Improved touch screens allow you to feel the effect of touching different surfaces

Improved touch screens allow you to feel the effect of touching different surfaces

Texas A&M University has begun developing a new touch interface technology that will be able to transmit tactile sensations. It is about adding another feeling to the process of working with gadgets. As Dr. Cynthia Hipwell argues, today we rely only on sight and hearing to work with electronics, and they have long been overloaded, so it is time to involve touch.

The ultimate goal of the project is to teach the machine to imitate touching physical objects with different types of surfaces. This will significantly enrich the application control menu, give new opportunities in virtual reality, and most importantly, fundamentally change the virtual shopping experience. If it is possible to “touch” goods remotely, “feel” their texture, the shopping process will become much more attractive and effective.

The technical basis for implementing such an interface is based on the principles of multiphysics, when several different fields act at one point in space – in this case, at the point where a person’s finger touches the screen. This requires taking into account the effects of electro-wetting or electrostatics, the geometry of the screen surface, the properties of its coating. As well as fluid movement and charge transportation, the mechanics of finger contact with the screen, and what happens to the finger itself.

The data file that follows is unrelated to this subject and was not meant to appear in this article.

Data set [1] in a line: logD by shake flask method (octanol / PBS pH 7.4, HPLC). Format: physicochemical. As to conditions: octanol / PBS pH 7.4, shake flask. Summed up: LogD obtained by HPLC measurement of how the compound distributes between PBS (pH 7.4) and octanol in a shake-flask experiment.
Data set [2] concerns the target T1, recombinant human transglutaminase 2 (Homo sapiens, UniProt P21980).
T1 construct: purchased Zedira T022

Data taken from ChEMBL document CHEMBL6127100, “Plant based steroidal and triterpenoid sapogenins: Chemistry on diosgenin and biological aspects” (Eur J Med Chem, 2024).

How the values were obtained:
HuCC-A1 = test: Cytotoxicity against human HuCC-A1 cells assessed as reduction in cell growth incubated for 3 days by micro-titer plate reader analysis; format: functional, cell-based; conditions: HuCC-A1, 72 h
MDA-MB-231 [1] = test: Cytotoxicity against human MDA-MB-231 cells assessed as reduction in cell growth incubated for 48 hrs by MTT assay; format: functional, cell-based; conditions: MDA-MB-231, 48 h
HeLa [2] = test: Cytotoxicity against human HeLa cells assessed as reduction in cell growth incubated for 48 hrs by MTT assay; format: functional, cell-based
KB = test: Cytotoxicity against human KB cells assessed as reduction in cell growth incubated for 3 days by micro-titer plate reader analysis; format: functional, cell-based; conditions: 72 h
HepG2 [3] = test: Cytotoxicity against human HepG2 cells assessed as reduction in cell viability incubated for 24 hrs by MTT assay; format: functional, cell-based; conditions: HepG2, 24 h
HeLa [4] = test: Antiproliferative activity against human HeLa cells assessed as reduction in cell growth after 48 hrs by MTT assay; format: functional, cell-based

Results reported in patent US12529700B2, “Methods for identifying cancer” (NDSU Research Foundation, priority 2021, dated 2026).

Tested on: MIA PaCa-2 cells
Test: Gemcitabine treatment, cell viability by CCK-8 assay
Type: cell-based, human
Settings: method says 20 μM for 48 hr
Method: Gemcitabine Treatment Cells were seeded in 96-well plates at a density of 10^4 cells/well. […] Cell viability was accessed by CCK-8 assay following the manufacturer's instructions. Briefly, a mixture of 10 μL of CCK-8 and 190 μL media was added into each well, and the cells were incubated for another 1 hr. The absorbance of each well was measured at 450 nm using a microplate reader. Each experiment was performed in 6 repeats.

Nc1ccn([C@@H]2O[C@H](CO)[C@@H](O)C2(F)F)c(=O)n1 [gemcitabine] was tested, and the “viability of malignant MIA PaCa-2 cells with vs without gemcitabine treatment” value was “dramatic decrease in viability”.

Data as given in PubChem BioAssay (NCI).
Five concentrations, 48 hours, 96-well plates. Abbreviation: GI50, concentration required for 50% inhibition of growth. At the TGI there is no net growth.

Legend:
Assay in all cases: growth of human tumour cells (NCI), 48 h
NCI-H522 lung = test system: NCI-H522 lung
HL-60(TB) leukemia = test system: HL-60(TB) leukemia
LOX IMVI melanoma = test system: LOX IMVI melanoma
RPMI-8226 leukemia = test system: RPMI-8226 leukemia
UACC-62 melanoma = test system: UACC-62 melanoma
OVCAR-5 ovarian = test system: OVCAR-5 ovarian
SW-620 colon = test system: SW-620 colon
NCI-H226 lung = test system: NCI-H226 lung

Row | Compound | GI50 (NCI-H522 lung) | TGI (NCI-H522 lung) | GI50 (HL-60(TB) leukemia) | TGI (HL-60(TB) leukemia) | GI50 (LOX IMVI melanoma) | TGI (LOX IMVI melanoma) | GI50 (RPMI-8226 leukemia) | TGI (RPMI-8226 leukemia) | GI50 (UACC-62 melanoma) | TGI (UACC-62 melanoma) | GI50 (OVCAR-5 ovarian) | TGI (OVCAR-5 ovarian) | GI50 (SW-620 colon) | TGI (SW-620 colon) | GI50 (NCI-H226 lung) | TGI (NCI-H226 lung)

At the moment, touch technology is all built around the screen, all efforts are focused on the correctness of its operation and the correctness of touch recognition. But now it is time to move in the opposite direction, to deal with the user himself and provide him the opportunity to feel not only the fact of touch, but also its different forms. There are already developments, and the first such interfaces should appear within the next five years.

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